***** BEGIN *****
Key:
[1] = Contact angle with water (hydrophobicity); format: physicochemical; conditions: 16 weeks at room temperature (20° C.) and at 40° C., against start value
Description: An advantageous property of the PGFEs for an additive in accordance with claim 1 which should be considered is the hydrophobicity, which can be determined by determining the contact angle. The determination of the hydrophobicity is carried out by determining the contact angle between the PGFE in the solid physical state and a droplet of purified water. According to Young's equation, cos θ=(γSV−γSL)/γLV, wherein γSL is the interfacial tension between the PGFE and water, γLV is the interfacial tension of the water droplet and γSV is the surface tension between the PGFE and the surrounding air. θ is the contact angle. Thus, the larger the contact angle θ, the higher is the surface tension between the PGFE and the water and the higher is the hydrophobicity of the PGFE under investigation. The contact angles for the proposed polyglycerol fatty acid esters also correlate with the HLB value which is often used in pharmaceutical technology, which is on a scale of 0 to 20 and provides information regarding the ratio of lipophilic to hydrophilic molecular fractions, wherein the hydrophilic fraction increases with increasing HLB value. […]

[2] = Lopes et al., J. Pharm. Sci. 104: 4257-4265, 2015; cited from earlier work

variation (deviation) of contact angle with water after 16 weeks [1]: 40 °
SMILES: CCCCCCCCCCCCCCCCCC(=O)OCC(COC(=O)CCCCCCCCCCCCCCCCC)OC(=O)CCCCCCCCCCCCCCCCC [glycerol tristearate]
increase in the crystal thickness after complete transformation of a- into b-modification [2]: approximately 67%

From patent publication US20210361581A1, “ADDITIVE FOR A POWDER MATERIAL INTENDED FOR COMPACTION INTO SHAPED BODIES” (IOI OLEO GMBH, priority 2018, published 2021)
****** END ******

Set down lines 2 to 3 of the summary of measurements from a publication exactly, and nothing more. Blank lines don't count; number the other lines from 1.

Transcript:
[1] = Contact angle with water (hydrophobicity); format: physicochemical; conditions: 16 weeks at room temperature (20° C.) and at 40° C., against start value
Description: An advantageous property of the PGFEs for an additive in accordance with claim 1 which should be considered is the hydrophobicity, which can be determined by determining the contact angle. The determination of the hydrophobicity is carried out by determining the contact angle between the PGFE in the solid physical state and a droplet of purified water. According to Young's equation, cos θ=(γSV−γSL)/γLV, wherein γSL is the interfacial tension between the PGFE and water, γLV is the interfacial tension of the water droplet and γSV is the surface tension between the PGFE and the surrounding air. θ is the contact angle. Thus, the larger the contact angle θ, the higher is the surface tension between the PGFE and the water and the higher is the hydrophobicity of the PGFE under investigation. The contact angles for the proposed polyglycerol fatty acid esters also correlate with the HLB value which is often used in pharmaceutical technology, which is on a scale of 0 to 20 and provides information regarding the ratio of lipophilic to hydrophilic molecular fractions, wherein the hydrophilic fraction increases with increasing HLB value. […]